The basic procedure for ring sizing involves the cutting of the bottom of the shank with a fine saw blade, followed by the adding or removing of matching metal to enlarge or decrease the size of the ring. After being enlarged or reduced, the shank is fused back together using the appropriate solder (i.e., gold, silver, platinum). Precious metal solders are formulated to melt at a temperature slightly lower than that, which the article of jewelry will melt, so that the solder can effectively fuse without the danger of melting the shank. For the purposes of this discussion we will refer to gold only.
Enlarging a ring size involves the spreading of the shank to accommodate a piece of gold that is the fused permanently by applying the heat from a torch to fuse the solder with the ring shank and added gold.
Reducing the ring involves cutting away the appropriate amount of gold, then bending the shank inward to create enough tension to hold a piece of gold solder.
After soldering has been successfully completed, the excess solder has to be filed away, and the remaining gold sanded and polished. Occasionally a ring’s design (such as an extended area of channel set diamonds) may create difficulty in the sizing process because opening or closing the shank might disturb gemstone settings, enamel, or the integrity of the ring’s structure. In such a case, your jeweler should advise you of the danger so you can make an informed choice as to whether or not to proceed with the sizing.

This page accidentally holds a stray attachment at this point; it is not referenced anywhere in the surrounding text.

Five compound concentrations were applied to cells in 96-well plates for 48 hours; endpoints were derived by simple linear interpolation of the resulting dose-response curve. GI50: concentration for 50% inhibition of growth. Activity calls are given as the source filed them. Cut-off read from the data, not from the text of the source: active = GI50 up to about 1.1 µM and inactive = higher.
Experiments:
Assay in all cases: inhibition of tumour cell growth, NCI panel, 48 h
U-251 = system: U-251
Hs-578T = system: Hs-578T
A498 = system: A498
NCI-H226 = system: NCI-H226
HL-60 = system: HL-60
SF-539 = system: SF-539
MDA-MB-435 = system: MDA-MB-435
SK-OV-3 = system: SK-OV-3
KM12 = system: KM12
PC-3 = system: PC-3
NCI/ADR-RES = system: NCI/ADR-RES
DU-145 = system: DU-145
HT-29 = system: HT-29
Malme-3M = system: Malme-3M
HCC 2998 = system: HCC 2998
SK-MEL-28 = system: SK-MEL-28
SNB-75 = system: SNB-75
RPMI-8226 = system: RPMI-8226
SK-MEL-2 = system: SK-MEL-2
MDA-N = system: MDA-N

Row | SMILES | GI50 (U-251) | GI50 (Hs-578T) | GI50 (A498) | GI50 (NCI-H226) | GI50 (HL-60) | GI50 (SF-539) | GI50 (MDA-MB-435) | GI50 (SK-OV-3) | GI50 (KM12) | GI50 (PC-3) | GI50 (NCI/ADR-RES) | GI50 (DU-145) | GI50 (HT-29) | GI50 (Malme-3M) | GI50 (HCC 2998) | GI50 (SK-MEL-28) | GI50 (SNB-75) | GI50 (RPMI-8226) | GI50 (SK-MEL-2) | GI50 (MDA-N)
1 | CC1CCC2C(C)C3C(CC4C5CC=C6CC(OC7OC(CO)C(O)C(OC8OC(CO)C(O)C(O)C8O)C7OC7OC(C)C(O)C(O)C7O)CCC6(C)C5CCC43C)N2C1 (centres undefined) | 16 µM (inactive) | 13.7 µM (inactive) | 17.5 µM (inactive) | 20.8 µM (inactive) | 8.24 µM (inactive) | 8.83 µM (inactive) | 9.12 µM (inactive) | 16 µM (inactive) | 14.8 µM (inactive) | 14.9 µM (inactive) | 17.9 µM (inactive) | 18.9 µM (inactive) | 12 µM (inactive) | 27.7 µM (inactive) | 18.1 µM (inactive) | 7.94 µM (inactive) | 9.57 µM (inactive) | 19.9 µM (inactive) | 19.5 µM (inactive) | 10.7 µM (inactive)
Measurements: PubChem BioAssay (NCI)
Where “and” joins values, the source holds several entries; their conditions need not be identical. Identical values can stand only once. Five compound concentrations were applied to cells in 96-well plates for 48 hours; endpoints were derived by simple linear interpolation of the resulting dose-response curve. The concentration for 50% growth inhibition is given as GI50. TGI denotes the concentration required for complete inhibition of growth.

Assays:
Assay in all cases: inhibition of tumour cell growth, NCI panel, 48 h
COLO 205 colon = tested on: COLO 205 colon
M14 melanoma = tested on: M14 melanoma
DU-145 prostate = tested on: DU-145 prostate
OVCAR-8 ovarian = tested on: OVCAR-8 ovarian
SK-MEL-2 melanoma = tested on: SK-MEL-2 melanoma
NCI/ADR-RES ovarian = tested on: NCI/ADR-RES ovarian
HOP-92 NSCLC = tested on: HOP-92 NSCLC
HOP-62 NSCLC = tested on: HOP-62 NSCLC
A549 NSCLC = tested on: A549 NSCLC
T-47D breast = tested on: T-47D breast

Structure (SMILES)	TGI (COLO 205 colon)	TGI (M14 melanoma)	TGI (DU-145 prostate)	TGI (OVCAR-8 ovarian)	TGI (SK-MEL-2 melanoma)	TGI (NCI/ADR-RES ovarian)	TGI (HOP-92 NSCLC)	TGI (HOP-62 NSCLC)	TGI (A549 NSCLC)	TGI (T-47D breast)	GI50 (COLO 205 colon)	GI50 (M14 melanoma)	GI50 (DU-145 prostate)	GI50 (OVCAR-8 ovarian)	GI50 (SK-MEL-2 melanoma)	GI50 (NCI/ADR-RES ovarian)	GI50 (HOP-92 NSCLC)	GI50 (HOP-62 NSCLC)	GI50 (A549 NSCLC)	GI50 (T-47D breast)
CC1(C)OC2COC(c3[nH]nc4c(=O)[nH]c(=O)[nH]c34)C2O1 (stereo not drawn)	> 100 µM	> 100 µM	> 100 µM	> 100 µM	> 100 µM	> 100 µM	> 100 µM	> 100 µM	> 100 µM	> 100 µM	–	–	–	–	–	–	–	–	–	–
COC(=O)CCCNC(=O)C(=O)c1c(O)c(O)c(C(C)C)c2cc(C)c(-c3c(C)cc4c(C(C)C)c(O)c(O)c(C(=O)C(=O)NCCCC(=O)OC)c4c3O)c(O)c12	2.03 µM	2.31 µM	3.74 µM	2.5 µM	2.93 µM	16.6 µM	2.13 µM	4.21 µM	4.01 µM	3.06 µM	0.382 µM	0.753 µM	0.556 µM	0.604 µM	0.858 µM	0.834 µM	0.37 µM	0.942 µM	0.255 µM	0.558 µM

Often you will find new rings on display in a jeweler’s showcase that cannot be sized at all due to their design intricacies or stone setting style. When that is the case, the ring can be obtained in the customer’s precise size by having it manufactured to the specific size, on a special order basis.
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